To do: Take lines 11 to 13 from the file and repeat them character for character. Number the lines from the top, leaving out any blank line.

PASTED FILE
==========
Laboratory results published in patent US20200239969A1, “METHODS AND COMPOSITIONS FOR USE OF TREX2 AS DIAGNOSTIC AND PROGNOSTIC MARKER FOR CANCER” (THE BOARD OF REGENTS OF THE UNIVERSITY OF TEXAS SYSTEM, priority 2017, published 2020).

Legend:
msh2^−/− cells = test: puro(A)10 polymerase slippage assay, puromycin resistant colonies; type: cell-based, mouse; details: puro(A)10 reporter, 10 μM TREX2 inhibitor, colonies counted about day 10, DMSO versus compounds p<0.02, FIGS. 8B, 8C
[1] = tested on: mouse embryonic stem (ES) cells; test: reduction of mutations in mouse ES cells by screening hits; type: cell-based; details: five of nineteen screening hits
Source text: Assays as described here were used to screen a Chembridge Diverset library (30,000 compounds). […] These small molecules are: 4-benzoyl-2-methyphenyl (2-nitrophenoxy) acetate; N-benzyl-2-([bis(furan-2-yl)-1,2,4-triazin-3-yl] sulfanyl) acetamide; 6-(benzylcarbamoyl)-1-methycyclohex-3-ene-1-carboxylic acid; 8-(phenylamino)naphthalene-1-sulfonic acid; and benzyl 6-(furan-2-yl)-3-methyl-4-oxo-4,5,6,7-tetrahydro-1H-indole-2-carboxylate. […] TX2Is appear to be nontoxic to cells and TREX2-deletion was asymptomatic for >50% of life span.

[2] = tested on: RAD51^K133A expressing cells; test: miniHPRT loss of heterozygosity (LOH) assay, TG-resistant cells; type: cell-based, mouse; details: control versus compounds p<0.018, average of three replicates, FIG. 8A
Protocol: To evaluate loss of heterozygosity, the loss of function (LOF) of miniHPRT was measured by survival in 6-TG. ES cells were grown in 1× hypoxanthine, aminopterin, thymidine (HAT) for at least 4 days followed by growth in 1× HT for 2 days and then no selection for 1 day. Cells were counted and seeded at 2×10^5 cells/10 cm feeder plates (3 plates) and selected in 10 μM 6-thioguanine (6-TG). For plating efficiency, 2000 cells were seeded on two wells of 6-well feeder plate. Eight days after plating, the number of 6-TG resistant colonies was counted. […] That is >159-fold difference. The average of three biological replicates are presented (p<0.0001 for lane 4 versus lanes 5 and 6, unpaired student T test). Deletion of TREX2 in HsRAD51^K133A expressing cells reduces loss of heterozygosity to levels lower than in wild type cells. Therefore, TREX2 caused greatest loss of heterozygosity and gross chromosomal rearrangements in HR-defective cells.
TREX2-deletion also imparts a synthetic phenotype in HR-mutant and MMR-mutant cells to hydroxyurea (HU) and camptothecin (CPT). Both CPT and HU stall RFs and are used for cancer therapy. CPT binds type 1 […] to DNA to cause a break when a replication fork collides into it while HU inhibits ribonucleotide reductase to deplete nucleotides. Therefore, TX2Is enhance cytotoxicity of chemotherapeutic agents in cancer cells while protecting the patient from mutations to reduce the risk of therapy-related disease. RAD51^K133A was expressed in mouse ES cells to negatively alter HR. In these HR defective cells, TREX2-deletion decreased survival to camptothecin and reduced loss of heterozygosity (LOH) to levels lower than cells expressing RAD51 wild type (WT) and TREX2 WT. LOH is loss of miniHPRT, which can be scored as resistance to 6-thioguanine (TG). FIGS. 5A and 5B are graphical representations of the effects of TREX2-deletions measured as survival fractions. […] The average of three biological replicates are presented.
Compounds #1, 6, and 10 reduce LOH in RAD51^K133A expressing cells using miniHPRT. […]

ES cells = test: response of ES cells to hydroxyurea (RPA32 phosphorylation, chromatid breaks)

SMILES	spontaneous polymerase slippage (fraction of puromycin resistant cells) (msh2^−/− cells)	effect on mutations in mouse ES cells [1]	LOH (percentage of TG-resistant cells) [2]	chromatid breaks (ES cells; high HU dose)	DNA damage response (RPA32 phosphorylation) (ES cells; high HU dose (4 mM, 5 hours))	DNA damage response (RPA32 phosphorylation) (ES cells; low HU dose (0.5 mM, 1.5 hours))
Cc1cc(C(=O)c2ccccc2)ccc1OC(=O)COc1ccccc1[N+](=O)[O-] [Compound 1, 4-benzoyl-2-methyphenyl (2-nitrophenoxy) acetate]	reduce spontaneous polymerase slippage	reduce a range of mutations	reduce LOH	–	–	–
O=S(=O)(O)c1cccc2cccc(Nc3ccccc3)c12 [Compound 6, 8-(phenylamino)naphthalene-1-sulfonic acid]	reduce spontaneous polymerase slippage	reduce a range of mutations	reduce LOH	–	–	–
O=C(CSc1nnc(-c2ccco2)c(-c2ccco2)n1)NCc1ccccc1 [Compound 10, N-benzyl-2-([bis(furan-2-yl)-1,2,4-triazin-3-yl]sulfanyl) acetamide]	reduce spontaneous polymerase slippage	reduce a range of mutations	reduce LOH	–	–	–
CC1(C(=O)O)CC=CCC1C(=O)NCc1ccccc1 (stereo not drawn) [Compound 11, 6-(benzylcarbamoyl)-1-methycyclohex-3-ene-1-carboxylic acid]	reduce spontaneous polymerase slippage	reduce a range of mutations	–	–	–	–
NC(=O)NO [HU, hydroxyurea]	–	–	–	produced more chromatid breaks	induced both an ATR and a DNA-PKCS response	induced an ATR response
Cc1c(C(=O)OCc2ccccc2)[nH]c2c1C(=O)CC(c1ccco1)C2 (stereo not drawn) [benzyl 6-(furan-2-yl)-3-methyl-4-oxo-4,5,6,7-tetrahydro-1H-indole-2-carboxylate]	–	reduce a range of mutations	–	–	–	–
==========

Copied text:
SMILES	spontaneous polymerase slippage (fraction of puromycin resistant cells) (msh2^−/− cells)	effect on mutations in mouse ES cells [1]	LOH (percentage of TG-resistant cells) [2]	chromatid breaks (ES cells; high HU dose)	DNA damage response (RPA32 phosphorylation) (ES cells; high HU dose (4 mM, 5 hours))	DNA damage response (RPA32 phosphorylation) (ES cells; low HU dose (0.5 mM, 1.5 hours))
Cc1cc(C(=O)c2ccccc2)ccc1OC(=O)COc1ccccc1[N+](=O)[O-] [Compound 1, 4-benzoyl-2-methyphenyl (2-nitrophenoxy) acetate]	reduce spontaneous polymerase slippage	reduce a range of mutations	reduce LOH	–	–	–
O=S(=O)(O)c1cccc2cccc(Nc3ccccc3)c12 [Compound 6, 8-(phenylamino)naphthalene-1-sulfonic acid]	reduce spontaneous polymerase slippage	reduce a range of mutations	reduce LOH	–	–	–